“[Being] cyber ready, and moving away from this idea of an ATO every three years to one where you're earning the right to operate every day, that you are producing the right telemetry off of your systems so that the cyber operators know what's occurring and can act and respond and can manage the risk,” she ventured.

All of these efforts are geared toward having the Navy provide maritime-related decision advantage. That goal is guiding policies and their investment priorities. “That drives what we think about, how we modernize, what we're modernizing and what we're focusing on,” Rathbun noted.

With information as a warfighting imperative, focusing on the related enabling technologies is essential. The military, with operations with allies and partners in mind, needs to extend data, compute and storage to an even greater range, said Lt. Gen. Susan S. Lawrence, USA (Ret.), AFCEA International’s president and CEO, moderating the panel.

“As we look at those domains in the joint and combined environment, extending cloud capabilities to the edge—and everything has got to operate at the edge—we need to plan our architectures and build our solutions from the edge back to the Pentagon, not the other way around.”















The Department of the Navy is adroit at identifying new tools, added Jennifer Edgin, assistant deputy chief of naval operations for information warfare (N2N6B), Office of the Chief of Naval Operations. “The ‘buy and replace’ model, we are good at that; [we are] really good at identifying technology,” she stated. “But that's not the space that we need to operate in moving forward. The space that we need to operate in moving forward is a ‘buy and sustain’ model. And that's not just a statement about cybersecurity patches. That's embodying the Defense Innovation Board’s notion that ‘software is never done.’”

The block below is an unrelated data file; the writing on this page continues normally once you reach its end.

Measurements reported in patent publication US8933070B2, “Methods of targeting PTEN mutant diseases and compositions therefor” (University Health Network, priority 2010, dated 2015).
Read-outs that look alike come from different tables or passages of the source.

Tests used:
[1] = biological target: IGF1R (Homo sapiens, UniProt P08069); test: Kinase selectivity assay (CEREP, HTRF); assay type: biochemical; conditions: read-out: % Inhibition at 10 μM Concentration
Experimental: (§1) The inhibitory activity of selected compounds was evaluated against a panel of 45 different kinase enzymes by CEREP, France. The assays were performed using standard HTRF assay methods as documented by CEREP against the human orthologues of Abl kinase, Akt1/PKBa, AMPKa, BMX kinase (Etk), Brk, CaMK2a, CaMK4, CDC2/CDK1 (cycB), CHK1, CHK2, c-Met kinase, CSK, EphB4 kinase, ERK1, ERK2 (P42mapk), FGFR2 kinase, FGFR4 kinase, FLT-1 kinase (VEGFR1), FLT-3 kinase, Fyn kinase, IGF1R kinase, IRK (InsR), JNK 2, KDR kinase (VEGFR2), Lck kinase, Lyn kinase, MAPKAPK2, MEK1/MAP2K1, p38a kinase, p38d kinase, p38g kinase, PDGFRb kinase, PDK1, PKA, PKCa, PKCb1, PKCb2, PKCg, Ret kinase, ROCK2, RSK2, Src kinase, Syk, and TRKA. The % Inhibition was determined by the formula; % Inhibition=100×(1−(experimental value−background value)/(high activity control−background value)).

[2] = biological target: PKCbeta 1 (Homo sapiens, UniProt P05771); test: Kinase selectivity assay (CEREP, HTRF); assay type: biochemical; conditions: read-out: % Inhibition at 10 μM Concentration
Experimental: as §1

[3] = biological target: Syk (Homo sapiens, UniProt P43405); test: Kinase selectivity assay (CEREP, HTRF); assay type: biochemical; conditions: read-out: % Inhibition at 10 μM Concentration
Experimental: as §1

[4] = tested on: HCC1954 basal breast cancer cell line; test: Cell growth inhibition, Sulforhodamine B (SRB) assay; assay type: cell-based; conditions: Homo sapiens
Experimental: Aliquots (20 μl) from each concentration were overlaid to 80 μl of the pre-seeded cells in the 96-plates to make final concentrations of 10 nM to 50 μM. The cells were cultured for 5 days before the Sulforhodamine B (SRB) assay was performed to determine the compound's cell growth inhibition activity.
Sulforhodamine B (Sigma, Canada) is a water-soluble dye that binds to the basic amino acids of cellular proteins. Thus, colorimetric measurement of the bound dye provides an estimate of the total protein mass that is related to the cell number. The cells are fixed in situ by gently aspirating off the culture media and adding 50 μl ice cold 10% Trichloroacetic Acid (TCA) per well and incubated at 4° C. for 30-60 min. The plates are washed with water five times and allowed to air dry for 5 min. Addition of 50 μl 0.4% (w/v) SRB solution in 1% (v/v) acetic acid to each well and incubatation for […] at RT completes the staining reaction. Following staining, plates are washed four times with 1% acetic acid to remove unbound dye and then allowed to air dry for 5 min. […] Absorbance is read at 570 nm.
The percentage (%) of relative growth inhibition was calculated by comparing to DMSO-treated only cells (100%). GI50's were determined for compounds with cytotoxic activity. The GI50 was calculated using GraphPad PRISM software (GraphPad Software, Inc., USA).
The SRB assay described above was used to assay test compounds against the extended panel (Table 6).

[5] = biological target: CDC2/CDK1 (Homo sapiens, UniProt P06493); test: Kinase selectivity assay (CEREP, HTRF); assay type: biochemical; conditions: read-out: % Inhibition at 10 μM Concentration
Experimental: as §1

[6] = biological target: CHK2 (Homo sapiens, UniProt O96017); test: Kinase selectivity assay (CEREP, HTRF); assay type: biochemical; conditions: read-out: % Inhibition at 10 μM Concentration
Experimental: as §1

In November, Edgin unveiled the Navy’s inaugural Blueprint for a Modern Enterprise Information Ecosystem. The plan is a “holistic approach” for a reference architecture for the enterprise information ecosystem, an enterprise data model and an enterprise microservices model. The blueprint also examines information governance and how the service will implement its modernization.

The goal is to “deliver and sustain secure, resilient, survivable, integrated, and interoperable mission performance throughout the lifecycle of information systems,” according to the Navy.

Within the Marine Corps, the recognition that information is the seventh warfighting function is not necessarily known by every Marine, said Lt. Gen. Matthew Glavy, USMC, the deputy commandant for information, Headquarters, U.S. Marine Corps. That understanding needs to change, given the importance of information overmatch. The United States has to win in the digital arena —“the 010101s fight,” he said. The nations that win the information overmatch will prevail.